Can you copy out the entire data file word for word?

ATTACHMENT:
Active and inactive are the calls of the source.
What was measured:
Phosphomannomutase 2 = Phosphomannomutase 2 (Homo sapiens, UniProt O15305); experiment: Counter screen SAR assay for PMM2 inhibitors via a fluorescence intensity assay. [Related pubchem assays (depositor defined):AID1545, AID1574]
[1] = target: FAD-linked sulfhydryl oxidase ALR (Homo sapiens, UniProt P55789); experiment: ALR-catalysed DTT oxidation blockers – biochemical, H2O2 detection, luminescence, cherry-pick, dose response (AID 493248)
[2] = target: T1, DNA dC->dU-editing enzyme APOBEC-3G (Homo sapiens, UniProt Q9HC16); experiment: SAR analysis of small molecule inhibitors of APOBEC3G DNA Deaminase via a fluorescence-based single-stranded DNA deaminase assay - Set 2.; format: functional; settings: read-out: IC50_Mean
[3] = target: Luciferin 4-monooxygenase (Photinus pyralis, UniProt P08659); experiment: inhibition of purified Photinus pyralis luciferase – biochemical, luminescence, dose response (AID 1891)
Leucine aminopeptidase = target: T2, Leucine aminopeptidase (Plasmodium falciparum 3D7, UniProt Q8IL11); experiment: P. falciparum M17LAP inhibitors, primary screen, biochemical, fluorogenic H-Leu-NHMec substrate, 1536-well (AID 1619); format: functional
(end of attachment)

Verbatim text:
Active and inactive are the calls of the source.
What was measured:
Phosphomannomutase 2 = Phosphomannomutase 2 (Homo sapiens, UniProt O15305); experiment: Counter screen SAR assay for PMM2 inhibitors via a fluorescence intensity assay. [Related pubchem assays (depositor defined):AID1545, AID1574]
[1] = target: FAD-linked sulfhydryl oxidase ALR (Homo sapiens, UniProt P55789); experiment: ALR-catalysed DTT oxidation blockers – biochemical, H2O2 detection, luminescence, cherry-pick, dose response (AID 493248)
[2] = target: T1, DNA dC->dU-editing enzyme APOBEC-3G (Homo sapiens, UniProt Q9HC16); experiment: SAR analysis of small molecule inhibitors of APOBEC3G DNA Deaminase via a fluorescence-based single-stranded DNA deaminase assay - Set 2.; format: functional; settings: read-out: IC50_Mean
[3] = target: Luciferin 4-monooxygenase (Photinus pyralis, UniProt P08659); experiment: inhibition of purified Photinus pyralis luciferase – biochemical, luminescence, dose response (AID 1891)
Leucine aminopeptidase = target: T2, Leucine aminopeptidase (Plasmodium falciparum 3D7, UniProt Q8IL11); experiment: P. falciparum M17LAP inhibitors, primary screen, biochemical, fluorogenic H-Leu-NHMec substrate, 1536-well (AID 1619); format: functional